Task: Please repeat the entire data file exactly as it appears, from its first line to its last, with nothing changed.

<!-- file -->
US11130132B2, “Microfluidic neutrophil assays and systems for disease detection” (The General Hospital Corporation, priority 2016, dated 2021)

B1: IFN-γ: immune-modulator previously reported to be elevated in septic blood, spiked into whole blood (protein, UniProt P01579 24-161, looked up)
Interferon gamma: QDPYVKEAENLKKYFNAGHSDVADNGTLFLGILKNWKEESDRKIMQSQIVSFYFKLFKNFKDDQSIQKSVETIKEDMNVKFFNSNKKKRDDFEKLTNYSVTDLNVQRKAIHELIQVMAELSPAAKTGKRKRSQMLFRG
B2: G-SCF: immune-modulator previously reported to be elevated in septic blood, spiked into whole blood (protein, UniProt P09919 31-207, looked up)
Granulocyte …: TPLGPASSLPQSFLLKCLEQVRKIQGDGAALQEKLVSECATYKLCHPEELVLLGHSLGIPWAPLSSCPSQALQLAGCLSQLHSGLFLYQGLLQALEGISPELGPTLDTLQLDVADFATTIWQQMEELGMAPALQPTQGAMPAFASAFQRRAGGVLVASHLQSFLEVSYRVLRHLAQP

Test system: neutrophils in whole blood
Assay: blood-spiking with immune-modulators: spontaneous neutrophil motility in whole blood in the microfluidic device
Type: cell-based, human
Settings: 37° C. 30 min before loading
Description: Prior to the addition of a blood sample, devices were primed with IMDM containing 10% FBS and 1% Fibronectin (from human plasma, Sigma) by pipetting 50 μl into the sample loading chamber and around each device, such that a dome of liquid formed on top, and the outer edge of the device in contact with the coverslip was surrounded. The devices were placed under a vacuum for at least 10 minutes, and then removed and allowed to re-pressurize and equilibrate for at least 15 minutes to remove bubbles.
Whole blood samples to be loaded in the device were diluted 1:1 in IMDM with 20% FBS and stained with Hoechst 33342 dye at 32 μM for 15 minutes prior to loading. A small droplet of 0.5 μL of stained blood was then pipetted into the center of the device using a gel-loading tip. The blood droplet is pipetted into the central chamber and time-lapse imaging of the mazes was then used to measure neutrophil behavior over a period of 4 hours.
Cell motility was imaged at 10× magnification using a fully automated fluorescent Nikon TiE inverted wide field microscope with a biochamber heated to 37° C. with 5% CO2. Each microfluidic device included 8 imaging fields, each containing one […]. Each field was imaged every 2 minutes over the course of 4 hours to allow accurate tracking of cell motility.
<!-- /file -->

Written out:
US11130132B2, “Microfluidic neutrophil assays and systems for disease detection” (The General Hospital Corporation, priority 2016, dated 2021)

B1: IFN-γ: immune-modulator previously reported to be elevated in septic blood, spiked into whole blood (protein, UniProt P01579 24-161, looked up)
Interferon gamma: QDPYVKEAENLKKYFNAGHSDVADNGTLFLGILKNWKEESDRKIMQSQIVSFYFKLFKNFKDDQSIQKSVETIKEDMNVKFFNSNKKKRDDFEKLTNYSVTDLNVQRKAIHELIQVMAELSPAAKTGKRKRSQMLFRG
B2: G-SCF: immune-modulator previously reported to be elevated in septic blood, spiked into whole blood (protein, UniProt P09919 31-207, looked up)
Granulocyte …: TPLGPASSLPQSFLLKCLEQVRKIQGDGAALQEKLVSECATYKLCHPEELVLLGHSLGIPWAPLSSCPSQALQLAGCLSQLHSGLFLYQGLLQALEGISPELGPTLDTLQLDVADFATTIWQQMEELGMAPALQPTQGAMPAFASAFQRRAGGVLVASHLQSFLEVSYRVLRHLAQP

Test system: neutrophils in whole blood
Assay: blood-spiking with immune-modulators: spontaneous neutrophil motility in whole blood in the microfluidic device
Type: cell-based, human
Settings: 37° C. 30 min before loading
Description: Prior to the addition of a blood sample, devices were primed with IMDM containing 10% FBS and 1% Fibronectin (from human plasma, Sigma) by pipetting 50 μl into the sample loading chamber and around each device, such that a dome of liquid formed on top, and the outer edge of the device in contact with the coverslip was surrounded. The devices were placed under a vacuum for at least 10 minutes, and then removed and allowed to re-pressurize and equilibrate for at least 15 minutes to remove bubbles.
Whole blood samples to be loaded in the device were diluted 1:1 in IMDM with 20% FBS and stained with Hoechst 33342 dye at 32 μM for 15 minutes prior to loading. A small droplet of 0.5 μL of stained blood was then pipetted into the center of the device using a gel-loading tip. The blood droplet is pipetted into the central chamber and time-lapse imaging of the mazes was then used to measure neutrophil behavior over a period of 4 hours.
Cell motility was imaged at 10× magnification using a fully automated fluorescent Nikon TiE inverted wide field microscope with a biochamber heated to 37° C. with 5% CO2. Each microfluidic device included 8 imaging fields, each containing one […]. Each field was imaged every 2 minutes over the course of 4 hours to allow accurate tracking of cell motility.